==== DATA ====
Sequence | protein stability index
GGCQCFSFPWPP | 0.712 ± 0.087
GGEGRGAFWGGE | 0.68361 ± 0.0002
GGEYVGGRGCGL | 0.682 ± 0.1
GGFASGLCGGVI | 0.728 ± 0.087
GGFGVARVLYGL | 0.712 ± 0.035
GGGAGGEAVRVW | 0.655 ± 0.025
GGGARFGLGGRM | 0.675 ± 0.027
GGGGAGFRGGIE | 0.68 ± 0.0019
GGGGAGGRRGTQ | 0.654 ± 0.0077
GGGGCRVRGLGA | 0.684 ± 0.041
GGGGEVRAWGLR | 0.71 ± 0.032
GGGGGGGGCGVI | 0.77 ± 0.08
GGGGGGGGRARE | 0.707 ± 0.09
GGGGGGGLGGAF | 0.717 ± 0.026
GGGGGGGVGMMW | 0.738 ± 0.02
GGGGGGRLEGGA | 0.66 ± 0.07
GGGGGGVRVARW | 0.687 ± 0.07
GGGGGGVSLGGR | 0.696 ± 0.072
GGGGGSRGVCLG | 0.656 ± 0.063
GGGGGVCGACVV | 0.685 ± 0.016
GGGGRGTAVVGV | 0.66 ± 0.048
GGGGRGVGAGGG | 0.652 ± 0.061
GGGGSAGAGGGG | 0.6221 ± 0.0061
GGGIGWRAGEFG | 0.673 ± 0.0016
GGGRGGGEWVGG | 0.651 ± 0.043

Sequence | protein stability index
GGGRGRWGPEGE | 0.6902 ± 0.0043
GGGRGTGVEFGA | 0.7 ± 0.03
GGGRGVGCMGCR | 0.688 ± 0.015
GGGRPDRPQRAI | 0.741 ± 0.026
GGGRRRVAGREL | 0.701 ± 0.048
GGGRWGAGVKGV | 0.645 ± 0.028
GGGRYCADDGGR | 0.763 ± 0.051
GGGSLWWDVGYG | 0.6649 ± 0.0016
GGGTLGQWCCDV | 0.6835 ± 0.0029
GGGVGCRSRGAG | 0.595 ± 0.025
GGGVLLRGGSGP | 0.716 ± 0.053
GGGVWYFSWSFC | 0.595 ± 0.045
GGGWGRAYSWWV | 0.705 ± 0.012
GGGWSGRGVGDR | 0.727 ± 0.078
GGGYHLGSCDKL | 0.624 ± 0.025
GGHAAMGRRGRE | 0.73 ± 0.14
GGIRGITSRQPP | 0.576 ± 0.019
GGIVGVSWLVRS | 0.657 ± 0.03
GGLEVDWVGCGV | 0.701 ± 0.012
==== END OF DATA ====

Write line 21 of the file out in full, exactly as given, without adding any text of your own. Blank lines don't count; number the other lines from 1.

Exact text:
GGGGGVCGACVV | 0.685 ± 0.016